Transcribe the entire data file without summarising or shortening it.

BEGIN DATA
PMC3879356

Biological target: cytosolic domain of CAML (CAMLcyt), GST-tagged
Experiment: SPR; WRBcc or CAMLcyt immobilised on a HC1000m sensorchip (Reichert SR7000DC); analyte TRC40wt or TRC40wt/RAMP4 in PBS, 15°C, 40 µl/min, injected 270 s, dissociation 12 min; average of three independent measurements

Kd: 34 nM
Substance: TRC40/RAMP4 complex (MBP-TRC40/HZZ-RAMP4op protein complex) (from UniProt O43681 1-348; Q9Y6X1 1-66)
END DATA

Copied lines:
PMC3879356

Biological target: cytosolic domain of CAML (CAMLcyt), GST-tagged
Experiment: SPR; WRBcc or CAMLcyt immobilised on a HC1000m sensorchip (Reichert SR7000DC); analyte TRC40wt or TRC40wt/RAMP4 in PBS, 15°C, 40 µl/min, injected 270 s, dissociation 12 min; average of three independent measurements

Kd: 34 nM
Substance: TRC40/RAMP4 complex (MBP-TRC40/HZZ-RAMP4op protein complex) (from UniProt O43681 1-348; Q9Y6X1 1-66)